In his sermon, Dave Swaim discusses the early chapters of Genesis that seemingly contradict scientific evidence, and he suggests that Christians have simply asked the “wrong questions” about this ancient text, which has led to warfare between the two. In light of this, Swaim wraps up his sermon with the three concluding points that he feels sums up the Biblical truth of creation: there is an all-powerful God, he has a perfect plan, and he has given us his love through Jesus Christ.

 

Science, Scripture, and the Creation Narrative

In these two brief video Conversations, John Walton discusses the problem of trying to integrate ancient scripture with our modern worldview.

 

On Genesis 2 and 3

In this video Conversation, N.T. Wright explores how the ancient Jewish audience read Genesis before and up to the time that Jesus arrived. He asserts that readers of Genesis today who focus simply on the number of days of creation and whether there is evidence in the text pointing to an old or new earth—are in effect not reading the complete text.

 

Understanding Genesis

John Walton offers some important reminders in this video with regard to how we should approach a reading of the book of Genesis. While it is a text that is written for us—in the sense that it was written for all people in all times and places—it was not written to us.

 

The Firmament of Genesis 1 is Solid but That’s Not the Point

Genesis 1 and 2 tell the story of creation, and it says things that are at odds with what modern people know to be true of the world and universe around us. One of those issue concerns the second day of creation (Genesis 1:6-8), where God made the "expanse" or the "firmament".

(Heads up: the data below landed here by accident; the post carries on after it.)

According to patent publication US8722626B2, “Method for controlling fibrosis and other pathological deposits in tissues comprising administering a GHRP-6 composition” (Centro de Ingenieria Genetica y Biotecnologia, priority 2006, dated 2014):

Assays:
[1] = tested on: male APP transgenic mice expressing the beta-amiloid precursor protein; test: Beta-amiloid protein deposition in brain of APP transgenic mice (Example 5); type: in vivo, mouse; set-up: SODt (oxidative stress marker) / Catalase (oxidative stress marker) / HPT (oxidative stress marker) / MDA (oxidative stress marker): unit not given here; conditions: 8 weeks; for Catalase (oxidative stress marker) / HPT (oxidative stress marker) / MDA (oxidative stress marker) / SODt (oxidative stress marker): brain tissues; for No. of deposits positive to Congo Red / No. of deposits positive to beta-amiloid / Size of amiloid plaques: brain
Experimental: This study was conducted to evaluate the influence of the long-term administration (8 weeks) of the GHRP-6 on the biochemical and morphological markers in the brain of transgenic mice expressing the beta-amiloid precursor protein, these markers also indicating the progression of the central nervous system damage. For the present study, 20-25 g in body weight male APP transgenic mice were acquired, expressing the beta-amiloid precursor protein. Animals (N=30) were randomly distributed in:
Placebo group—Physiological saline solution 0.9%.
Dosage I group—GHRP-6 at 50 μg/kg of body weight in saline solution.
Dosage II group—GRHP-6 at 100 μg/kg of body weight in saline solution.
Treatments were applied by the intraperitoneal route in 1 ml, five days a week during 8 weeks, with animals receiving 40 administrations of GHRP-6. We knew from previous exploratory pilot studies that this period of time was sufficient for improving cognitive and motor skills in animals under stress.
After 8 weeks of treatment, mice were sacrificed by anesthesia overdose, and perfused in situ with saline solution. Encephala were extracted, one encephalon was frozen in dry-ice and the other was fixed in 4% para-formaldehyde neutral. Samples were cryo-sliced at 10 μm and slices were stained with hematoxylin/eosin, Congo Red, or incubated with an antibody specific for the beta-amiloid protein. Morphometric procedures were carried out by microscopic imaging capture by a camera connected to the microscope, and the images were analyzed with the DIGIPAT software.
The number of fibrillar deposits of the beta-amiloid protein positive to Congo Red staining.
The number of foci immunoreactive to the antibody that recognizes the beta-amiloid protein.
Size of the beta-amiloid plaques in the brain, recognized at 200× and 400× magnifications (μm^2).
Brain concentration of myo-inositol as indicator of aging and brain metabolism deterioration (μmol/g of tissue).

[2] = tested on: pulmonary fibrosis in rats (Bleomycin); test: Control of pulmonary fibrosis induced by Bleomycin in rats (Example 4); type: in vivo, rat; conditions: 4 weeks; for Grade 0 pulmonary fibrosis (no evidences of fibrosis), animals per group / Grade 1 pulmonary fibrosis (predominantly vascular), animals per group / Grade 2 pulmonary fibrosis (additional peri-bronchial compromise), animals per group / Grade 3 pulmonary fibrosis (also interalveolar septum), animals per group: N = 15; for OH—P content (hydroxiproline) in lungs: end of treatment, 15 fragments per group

Reconciling Science With Scripture

In the ancient world people were inclined to be much more interested in issues like order, functions, roles and general operations than in the material stuff of the physical world. Because of this, even their thinking about creation is more focused on the functional rather than the material.

 

Series: BioLogos Basics (5 entries)

So what is BioLogos? Well it all began with a scientist and a book.

 

Reading the Genesis Creation Accounts

In this week’s video, biblical historian John Dickson speaks about how to read the text of Genesis 1.

 

Yahweh, Creation, and the Cosmic Battle

The more we grasp Israel’s understanding of creation, the less likely we will be to expect from the Old Testament things it was never intended to deliver.

 

Different Types of Origins Stories

Whatever the setting, origins stories excite the imagination, and telling these stories is central to culture.

 

Evolution and Christian Faith Grantees Announced

Congratulations to the 37 winners of the Evolution & Christian Faith (ECF) grants competition! ECF is a new BioLogos program designed to support projects and network-building among scholars, church leaders, and parachurch organizations.

 

Series: To Serve and Preserve—Genesis 2 and the Human Calling (3 entries)

In this series, David Buller pays careful attention to the original language and cultural context of Genesis 2, revealing that our responsibility to care for creation is a sacred task given to us by God, not merely a modern secular activity. By taking Scripture seriously, we learn that we have a God-given mandate to be diligent stewards of His creation.